The Education Twinning Project was introduced in 2013 as an apolitical project to engage children from different backgrounds in an intercultural dialogue. Pupils in the UK and Germany sent 'pen pal' letters about their daily routines and their interests to Al Madad Foundation in London, while letters from Lebanese schools were collected by our education partner in Lebanon. All letters were then sorted, tracked and packed in London and then redistributed, assigning each pupil a 'pen pal'.

Running across three terms, the project aimed to provide a platform from which children could express themselves and open their hearts and minds to the world around them. The project, in turn, highlighted the common ground between children across discrete economic, political and social strata. Many shared the same dreams, ambitions, hopes and fears.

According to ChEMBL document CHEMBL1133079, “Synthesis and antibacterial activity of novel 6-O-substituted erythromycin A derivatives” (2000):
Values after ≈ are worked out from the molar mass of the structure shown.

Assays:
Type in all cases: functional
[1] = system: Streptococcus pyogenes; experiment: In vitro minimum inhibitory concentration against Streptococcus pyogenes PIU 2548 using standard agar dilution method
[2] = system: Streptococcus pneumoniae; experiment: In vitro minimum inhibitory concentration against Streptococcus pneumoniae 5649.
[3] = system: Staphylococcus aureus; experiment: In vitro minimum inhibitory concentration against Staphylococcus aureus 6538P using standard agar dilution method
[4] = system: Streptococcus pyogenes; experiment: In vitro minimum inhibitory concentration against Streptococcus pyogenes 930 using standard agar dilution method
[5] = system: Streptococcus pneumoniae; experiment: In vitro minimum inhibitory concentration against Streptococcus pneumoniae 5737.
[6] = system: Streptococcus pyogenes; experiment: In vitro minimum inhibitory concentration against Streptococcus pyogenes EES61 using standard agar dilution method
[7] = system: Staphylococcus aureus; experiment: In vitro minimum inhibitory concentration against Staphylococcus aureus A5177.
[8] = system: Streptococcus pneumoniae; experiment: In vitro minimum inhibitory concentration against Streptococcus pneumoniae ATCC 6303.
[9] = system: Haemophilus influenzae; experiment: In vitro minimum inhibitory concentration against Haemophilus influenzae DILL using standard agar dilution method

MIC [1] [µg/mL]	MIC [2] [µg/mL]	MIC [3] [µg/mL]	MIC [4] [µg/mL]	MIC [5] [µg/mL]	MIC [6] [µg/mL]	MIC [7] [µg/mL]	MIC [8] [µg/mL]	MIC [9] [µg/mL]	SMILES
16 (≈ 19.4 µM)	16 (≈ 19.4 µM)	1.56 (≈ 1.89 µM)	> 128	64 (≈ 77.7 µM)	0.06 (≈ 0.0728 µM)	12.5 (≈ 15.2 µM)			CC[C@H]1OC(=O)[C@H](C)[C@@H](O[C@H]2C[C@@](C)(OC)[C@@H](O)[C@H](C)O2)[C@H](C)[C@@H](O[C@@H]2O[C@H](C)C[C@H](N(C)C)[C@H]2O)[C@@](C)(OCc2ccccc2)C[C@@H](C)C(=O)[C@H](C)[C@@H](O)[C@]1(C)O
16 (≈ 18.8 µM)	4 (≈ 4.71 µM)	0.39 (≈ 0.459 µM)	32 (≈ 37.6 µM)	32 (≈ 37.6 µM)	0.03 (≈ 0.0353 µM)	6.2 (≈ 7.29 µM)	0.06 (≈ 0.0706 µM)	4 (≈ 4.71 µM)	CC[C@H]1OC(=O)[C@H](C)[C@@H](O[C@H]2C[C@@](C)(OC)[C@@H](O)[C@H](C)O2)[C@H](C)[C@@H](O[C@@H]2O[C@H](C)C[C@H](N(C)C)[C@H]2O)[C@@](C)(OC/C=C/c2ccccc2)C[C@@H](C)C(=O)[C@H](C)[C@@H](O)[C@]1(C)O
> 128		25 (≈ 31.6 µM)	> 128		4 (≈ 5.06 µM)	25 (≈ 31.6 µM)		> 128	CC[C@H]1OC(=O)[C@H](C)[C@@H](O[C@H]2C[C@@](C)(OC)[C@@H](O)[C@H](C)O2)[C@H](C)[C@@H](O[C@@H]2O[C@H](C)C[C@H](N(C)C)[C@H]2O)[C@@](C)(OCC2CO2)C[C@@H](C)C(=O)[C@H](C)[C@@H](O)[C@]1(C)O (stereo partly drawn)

All of the pupils learned from the experience:

- They discovered new cultures and customs

- They had an improved empathy and understanding of others

- They enjoyed making new friends and reading their letters

- They developed a general positive outlook

For this project, the main target was pupils in primary school. In the year 2016/2017, the participating group were from 4 public schools from different regions in Lebanon, 6 schools from the UK, mainly in London and Brighton and 1 school from Frankfurt, Germany. A total of 794 letters between 30 classrooms (grade 3 until grade 7) were being exchanged every term.

The project expanded in 2017/18, for the first time allowing teachers to correspond with colleagues overseas. This facilitated not only cultural exchange but also the sharing of personal and professional experiences between teachers in both countries. The number of participating schools remained the same in 2017/18, while the number of pupils increased by 10%.

Despite positive results, challenges remained in how to translate this initial contact into something with more educational impact and to better engage the schools in more meaningful conversation. After long and difficult deliberations, the AMF team took the decision not to proceed with the exchanges in 2018/19, agreeing on the need to pause until more time and resources could be found to make the most of the project.